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‘Full Moon Over Mt. Whitney’ to shine at Smithsonian

August 8, 2014

Anward-winning Bishop photographer Nolan Nitschke on his September 2012 descent from Mt. Whitney. Photo by Garrey Nuzzo-Jones

Photographer Nolan Nitschke recently received a congratulatory message – he is a Wilderness Forever National Photo Competition finalist and his submission soon will be exhibited at the Smithsonian National Museum of Natural History in Washington, D.C.
Bishop-native Nitschke’s winning photo, “Full Moon Over Mount Whitney,” will appear in the Wilderness Forever: 50 Years of Protecting America’s Wild Places exhibition, which marks the 50th anniversary of the Wilderness Act and will open Sept. 3. The photo will be exhibited in the Honorable Mention Scenic Landscape Amateur category. “Full Moon Over Mount Whitney” will also be posted in a web gallery at
According to the competition notification, “the selection process was a difficult one.” Wilderness50 volunteer Ethan Schowalter-Hay said, “Nitschke’s is one of 63 photos selected for display among better than 5,000 entries submitted” last summer. Wilderness50 Coalition and its team at Nature’s Best Photography judged the photos based on criteria such as composition, clarity, uniqueness, quality of conditions and impact on people, Nitschke explained. Wilderness50 – the 50th Anniversary National Wilderness Planning Team – is a coalition of federal agencies and other groups, said Schowalter-Hay.
Wilderness Forever congratulated the winners on their passion for the outdoors and their “dedication to documenting these extraordinary treasures (which) will inspire millions of outdoor enthusiasts as these images rekindle our desire to preserve these natural areas for generations to come.”
In his case, Nitschke’s passion for landscape photography grew out of a childhood love of hiking and backpacking in the Sierra. He began taking photos in 2004, during his senior year at Bishop Union High School; got “serious” in 2006 at Boise State University in Idaho; and his photos began earning him money in 2008. By 2009, Nitschke won the People’s Choice Award in his first foray onto the competitive scene – Outdoor Photographer Magazine’s Your Favorite Places Contest. “I got about half a million views, more than any other photo has had on that website.” While he is not yet a full-time professional photographer, his work is “definitely professional quality,” Nitschke said.
“When you see the epic sunsets and the epic light, it’s the best feeling in the world. And when you get good photos of it, that’s just a bonus,” Nitschke said. For him, photography is a tenacious labor of love. “I’ve been to the Bristlecone (National Forest) 100 times to get the shot that’s in my head.
However, “Full Moon Over Mount Whitney” is the result of careful planning. “I timed that one very specifically so the moon would be clear, not behind clouds,” to show the diversity of the landscape and the stature of the mountain, said Nitschke, who waited 36 hours to get his winning shot.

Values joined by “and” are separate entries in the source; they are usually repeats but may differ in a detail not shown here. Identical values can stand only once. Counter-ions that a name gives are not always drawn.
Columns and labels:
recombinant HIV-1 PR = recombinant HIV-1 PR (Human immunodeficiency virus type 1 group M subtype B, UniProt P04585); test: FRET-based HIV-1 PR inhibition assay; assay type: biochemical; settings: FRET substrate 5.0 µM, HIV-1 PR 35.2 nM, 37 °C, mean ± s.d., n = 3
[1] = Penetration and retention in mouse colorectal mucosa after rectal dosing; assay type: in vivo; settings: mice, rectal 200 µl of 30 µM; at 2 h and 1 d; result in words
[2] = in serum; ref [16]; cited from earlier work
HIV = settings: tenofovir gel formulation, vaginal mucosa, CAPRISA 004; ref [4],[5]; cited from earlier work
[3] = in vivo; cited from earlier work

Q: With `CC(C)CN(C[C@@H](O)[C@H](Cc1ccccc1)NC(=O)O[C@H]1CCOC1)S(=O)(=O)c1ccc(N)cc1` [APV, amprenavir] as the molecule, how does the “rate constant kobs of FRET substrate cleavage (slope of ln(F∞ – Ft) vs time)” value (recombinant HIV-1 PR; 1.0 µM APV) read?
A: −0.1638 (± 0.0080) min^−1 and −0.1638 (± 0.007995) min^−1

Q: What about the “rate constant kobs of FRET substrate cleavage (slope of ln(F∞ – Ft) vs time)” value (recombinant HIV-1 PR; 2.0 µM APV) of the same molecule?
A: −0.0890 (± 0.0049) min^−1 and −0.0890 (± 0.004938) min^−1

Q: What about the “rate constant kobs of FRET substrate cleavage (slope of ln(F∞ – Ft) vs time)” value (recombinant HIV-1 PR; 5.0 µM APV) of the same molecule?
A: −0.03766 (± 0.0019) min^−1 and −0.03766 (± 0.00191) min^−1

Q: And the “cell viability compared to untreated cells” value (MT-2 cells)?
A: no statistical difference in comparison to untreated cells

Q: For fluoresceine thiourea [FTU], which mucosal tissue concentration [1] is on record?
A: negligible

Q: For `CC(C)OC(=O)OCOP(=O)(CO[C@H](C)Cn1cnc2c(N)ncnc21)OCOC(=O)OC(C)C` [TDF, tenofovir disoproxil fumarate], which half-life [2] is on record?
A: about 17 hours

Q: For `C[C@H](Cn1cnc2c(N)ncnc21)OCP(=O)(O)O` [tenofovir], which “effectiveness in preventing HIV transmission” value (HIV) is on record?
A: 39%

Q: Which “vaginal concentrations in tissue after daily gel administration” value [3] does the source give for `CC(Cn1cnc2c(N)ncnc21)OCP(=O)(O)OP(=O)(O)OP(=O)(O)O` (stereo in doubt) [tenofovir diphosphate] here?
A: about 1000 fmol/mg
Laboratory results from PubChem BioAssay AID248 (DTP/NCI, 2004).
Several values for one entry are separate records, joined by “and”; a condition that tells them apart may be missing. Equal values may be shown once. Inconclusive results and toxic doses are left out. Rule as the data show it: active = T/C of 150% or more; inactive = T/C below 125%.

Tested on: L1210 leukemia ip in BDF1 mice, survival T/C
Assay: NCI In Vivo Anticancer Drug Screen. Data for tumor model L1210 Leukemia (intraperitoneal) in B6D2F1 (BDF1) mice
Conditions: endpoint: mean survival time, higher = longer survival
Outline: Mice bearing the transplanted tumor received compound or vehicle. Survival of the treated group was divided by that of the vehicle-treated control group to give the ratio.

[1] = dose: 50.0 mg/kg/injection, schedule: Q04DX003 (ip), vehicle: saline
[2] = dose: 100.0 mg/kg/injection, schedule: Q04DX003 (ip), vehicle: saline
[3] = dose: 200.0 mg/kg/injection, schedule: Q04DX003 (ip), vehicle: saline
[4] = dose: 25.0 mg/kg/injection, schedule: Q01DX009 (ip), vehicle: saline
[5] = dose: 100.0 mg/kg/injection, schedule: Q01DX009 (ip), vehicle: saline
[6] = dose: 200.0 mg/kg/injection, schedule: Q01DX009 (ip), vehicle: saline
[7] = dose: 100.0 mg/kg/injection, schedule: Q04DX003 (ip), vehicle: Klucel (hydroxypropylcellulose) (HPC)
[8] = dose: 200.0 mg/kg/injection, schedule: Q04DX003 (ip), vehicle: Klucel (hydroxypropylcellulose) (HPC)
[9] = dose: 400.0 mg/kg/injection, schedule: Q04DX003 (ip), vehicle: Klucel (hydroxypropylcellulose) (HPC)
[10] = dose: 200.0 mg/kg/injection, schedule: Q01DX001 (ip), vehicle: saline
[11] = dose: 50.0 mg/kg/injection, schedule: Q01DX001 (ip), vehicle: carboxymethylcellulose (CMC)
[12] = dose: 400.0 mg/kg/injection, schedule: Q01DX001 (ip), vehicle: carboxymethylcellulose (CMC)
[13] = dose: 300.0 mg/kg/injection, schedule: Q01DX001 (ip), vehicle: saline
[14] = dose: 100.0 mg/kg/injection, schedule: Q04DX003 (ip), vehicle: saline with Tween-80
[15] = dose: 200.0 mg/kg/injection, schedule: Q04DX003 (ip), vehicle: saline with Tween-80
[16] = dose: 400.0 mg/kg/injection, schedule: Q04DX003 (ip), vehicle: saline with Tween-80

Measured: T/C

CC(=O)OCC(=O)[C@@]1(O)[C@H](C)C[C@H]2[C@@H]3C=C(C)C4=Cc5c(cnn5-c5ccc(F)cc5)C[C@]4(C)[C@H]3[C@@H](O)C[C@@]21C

The caption Nitschke submitted for the competition read, “After an agonizing ascent of Mt.Whitney – the tallest peak in the continental United States – I watched the full moon rise behind the Inyo Mountains. At 14,505 feet in elevation, the setting sun and the full moon created a unique combination of warm and cool tones. This photo was taken just below the summit. You can see the lightning cabin on the summit, the Whitney Portal, the Alabama Hills, Lone Pine, the Inyo Mountains and Death Valley National Park.”
Nitschke, the IT administrator for Inyo-Mono Title Company, said he spends another 40 hours a week as a landscape photographer, which is not without its “agonizing” challenges: “massive time commitment with no guarantee of success; more often than not you get nothing; heavy investment in high-end equipment; travel and time cost and fluctuating income – sometimes not a dime for months.”
What’s the upside of spending countless hours taking thousands of photos to get just the right shot? Nitschke’s face lights up full-moon as he lists the benefits: getting to backpack and hike; ever-evolving technology and editing techniques and “the thrill of watching clouds explode, being at the right place at the right time.” In the Sierra, “there’s always something new to shoot, always taking shots of the same thing in new conditions … No matter how many hours I put into it, it never feels like a job.”
On the horizon for Nitschke are more exhibits, more contests, possibly a book and “guaranteed, more epic photos.” Recently, he entered Windland Smith Rice International Awards competition, where his work will be judged among “about 35,000 photos submitted.”
For more information or to buy a copy of the award-winning “Full Moon Over Mount Whitney,” visit Nitschke’s site,, or\nolanphoto or contact him at or (760) 920-2212. For more about the Smithsonian Wilderness50 exhibit, visit

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